http://books.google.com.gt/books?id=heAoqlZldWoC&pg=PA4&lpg=PA4&dq=Morphological+Change+in+Quaternary+Mammals+of+North+America.&source=bl&ots=HsXrZ5sJSF&sig=N9ct3E9CLDetEJej9Uw4xlD32ts&hl=es&sa=X&ei=aMduUsOvMsHTkQeGioGgAQ&ved=0CFgQ6AEwBA#v=onepage&q=jaguar%20kg&f=false
Sadly, the full chapter is not complete, but the two important tables are available:
1. Table 14.1, page 357.
2. Table 14.2, page 358.

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#6 [url]

Oct 29 13 2:57 AM

GuateGojira wrote:
Interestly, I found two diferent points of view. Kurten (1963) estimated that this Pleistocene jaguars were 10-20% larger than the modern ones, with body masses between 400-500 lb (180-227 kg), exactly the same than a large modern African lion or Bengal tiger!!! However, Seymour (1993) estimated a much lower body mass, with a maximum weight of barely 130 kg.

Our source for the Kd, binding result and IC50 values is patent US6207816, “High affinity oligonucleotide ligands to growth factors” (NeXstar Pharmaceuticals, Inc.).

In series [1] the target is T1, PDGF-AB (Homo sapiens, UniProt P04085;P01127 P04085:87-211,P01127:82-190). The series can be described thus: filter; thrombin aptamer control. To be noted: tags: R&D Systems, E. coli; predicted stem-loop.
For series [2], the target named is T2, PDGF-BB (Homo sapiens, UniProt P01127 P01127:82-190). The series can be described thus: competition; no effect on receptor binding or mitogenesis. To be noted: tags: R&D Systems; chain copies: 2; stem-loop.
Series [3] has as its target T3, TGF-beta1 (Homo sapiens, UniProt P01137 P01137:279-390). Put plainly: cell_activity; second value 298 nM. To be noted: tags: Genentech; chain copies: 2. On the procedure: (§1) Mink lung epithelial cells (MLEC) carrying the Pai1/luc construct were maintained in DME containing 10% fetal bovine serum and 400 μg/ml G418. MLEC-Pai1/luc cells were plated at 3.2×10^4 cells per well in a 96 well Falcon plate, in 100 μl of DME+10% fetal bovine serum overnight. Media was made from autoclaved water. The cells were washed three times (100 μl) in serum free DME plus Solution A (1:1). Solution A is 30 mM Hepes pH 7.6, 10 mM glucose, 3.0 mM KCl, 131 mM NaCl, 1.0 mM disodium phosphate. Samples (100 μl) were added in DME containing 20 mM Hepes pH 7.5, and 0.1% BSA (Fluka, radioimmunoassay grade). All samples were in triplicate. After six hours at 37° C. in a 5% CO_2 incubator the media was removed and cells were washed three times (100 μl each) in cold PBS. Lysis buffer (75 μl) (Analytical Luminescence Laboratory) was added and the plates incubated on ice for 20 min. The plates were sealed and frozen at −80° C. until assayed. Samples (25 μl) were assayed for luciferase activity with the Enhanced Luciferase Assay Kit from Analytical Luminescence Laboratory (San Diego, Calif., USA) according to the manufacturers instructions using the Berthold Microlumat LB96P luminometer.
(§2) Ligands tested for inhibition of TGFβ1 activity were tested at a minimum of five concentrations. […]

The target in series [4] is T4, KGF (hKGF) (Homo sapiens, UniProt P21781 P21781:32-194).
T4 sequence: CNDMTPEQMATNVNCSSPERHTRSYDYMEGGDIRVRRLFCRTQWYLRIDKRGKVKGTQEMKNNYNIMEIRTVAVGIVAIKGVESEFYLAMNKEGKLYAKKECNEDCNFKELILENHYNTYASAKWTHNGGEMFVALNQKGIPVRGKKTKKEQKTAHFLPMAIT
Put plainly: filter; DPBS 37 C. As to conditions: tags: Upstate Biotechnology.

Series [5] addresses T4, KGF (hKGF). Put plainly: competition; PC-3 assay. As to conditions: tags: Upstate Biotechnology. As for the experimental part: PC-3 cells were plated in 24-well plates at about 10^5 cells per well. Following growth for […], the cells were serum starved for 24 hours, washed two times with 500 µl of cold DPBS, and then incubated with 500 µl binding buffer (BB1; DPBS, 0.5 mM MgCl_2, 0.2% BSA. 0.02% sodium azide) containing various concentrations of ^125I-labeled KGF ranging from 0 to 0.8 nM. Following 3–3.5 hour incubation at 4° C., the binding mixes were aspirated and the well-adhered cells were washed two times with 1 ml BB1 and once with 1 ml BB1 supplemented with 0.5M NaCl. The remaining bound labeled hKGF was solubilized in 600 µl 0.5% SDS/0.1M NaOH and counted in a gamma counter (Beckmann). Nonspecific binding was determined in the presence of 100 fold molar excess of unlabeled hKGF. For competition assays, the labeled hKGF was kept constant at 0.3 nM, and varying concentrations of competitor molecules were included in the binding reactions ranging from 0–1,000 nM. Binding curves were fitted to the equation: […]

Here is the quote of Kurten book:
https://www.google.com.gt/search?hl=es&noj=1&tbm=bks&q=%22Pleistocene+jaguar+weighed+450+to+500+pounds%22&oq=%22Pleistocene+jaguar+weighed+450+to+500+pounds%22&gs_l=serp.3...9951.9951.0.11518.1.1.0.0.0.0.141.141.0j1.1.0....0...1c.1.29.serp..1.0.0.CgIQXXiyhhY

Here is the book of Seymour:
http://books.google.com.gt/books?id=heAoqlZldWoC&pg=PA4&lpg=PA4&dq=Morphological+Change+in+Quaternary+Mammals+of+North+America.&source=bl&ots=HsXrZ5sJSF&sig=N9ct3E9CLDetEJej9Uw4xlD32ts&hl=es&sa=X&ei=aMduUsOvMsHTkQeGioGgAQ&ved=0CFgQ6AEwBA#v=onepage&q=jaguar%20kg&f=false
Sadly, the full chapter is not complete, but the two important tables are available:
1. Table 14.1, page 357.
2. Table 14.2, page 358.

Guate is there any data on the bones of the Pleistocene jaguars? Maybe we can determine its real size for ourselves like we did for the Ngandong tiger.

  

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#9 [url]

Oct 31 13 2:19 AM

KingtheropodI favour smilodon, but only because I think it had a size advantage.

I'm referring to gracilis, not fatalis. Smilodon Fatalis was larger and heavier than the Giant jaguar, but gracilis was not. I would favor the Giant jaguar over gracilis because of their size and weight advantage.